Step 5: Implementation and Feedback
Compensation is ideally reviewed for everyone at the same time, two or three months after the close of the fiscal year. Once the philosophy and structure have been set this annual review compared to the company’s budget and the market should be sufficient to maintain internal alignment.
While compensation reviews should be decoupled from performance evaluation, within the pay band, the annual compensation review should see the top performers earning at the higher end of the band, and lower performers at the lower end. A 0-5% annual raise is typical for most companies, and employees rarely get more than a 10% raise in one year.
Step 6: Final check
Following these steps should develop a comprehensive compensation strategy. As a final check, ensure your plan meets the following criteria:
- Simple and easy to understand.
- Aligns employee, client, and owner interests.
- Will be perceived as fair by the employees (they will eventually learn what comparable positions earn both inside and outside of your company if you haven’t already told them)
One goal may be to achieve radical transparency when it comes to compensation – allowing all employees to understand both the job descriptions and compensation bands for all positions. If they have all the information the rumour mill is destroyed and energy can be redirected toward more important initiatives.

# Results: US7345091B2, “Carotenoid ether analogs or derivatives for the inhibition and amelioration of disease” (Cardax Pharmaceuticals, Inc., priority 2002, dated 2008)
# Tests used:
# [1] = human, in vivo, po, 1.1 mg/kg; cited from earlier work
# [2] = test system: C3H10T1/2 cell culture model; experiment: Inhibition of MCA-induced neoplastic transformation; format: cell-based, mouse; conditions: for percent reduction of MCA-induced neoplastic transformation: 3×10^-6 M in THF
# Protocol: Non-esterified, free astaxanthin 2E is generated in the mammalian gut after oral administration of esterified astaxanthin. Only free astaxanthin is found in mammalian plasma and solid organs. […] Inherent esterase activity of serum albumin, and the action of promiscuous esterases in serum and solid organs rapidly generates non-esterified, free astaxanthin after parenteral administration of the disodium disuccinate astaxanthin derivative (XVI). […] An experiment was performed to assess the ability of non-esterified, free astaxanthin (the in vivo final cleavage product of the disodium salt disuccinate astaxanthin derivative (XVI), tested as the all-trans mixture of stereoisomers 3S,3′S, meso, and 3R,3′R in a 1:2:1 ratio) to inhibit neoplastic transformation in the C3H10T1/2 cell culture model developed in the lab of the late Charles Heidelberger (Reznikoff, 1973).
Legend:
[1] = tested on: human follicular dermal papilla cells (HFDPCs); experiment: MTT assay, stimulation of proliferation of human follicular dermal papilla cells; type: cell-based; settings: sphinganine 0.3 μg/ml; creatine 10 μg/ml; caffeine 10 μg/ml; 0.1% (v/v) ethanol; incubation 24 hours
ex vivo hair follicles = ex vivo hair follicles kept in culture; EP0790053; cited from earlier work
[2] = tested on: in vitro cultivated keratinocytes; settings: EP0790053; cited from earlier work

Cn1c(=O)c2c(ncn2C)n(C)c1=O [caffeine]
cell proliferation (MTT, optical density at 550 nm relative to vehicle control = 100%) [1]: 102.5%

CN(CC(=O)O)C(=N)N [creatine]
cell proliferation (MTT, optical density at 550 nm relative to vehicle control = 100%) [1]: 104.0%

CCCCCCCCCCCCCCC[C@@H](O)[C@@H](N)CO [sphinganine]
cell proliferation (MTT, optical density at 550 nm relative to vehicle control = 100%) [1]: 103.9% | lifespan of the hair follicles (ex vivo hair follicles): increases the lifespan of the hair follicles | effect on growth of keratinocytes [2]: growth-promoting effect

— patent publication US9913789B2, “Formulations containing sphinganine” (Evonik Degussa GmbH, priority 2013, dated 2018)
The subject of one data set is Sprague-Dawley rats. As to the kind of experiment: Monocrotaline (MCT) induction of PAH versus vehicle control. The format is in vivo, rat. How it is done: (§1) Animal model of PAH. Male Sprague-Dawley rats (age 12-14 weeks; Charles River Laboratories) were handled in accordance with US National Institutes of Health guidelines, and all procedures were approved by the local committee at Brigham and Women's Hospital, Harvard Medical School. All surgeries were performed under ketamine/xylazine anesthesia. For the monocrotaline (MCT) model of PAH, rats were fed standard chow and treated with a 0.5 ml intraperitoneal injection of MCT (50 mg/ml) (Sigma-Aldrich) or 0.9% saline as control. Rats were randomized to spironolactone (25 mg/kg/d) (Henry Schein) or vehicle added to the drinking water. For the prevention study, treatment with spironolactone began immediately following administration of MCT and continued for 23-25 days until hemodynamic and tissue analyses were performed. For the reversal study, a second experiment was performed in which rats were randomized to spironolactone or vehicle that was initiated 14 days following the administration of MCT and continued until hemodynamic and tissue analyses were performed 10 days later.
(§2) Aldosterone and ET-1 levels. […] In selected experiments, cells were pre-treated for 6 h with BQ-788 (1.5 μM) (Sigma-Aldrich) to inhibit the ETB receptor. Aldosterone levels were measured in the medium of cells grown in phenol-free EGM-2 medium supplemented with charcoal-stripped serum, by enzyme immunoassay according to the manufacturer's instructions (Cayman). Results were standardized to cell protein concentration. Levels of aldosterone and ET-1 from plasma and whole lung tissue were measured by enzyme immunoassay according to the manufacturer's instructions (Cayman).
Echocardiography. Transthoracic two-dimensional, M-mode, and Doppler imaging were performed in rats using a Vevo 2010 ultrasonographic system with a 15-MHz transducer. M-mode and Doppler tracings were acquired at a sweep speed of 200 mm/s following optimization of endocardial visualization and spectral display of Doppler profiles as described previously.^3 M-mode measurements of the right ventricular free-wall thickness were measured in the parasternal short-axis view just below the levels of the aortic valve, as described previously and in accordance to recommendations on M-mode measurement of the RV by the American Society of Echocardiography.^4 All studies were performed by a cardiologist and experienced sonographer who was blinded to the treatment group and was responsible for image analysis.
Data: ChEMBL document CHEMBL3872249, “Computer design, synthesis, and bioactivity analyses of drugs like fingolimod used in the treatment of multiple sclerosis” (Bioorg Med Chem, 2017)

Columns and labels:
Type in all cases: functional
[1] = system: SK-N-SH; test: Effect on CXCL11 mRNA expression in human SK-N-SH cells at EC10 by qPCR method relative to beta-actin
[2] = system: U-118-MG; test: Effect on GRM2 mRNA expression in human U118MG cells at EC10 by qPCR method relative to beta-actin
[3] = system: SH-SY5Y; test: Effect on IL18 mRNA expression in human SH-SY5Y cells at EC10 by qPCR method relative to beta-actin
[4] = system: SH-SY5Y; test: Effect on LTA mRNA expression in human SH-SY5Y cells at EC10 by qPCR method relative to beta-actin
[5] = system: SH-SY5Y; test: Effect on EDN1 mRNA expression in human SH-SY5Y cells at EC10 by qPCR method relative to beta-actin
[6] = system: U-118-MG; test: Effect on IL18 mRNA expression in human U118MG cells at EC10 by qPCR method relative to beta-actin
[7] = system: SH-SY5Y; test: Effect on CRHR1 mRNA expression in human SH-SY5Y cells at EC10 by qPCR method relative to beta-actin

This article tackles the topic of compensation – the cash money in your pocket, typically made up of base pay and bonus. Total compensation includes benefits, such as insurance benefits or a company vehicle. These two factors together keep employees from being dissatisfied with their job, but it is the learning and development opportunities, flexibility, and general culture of an organization that actually motivate. Total reward is therefore a more helpful term when considering how companies motivate their employees. Compensation gets the employees in the door and keeps them. Total reward allows them to thrive. This article focuses only on the compensation side of the equation.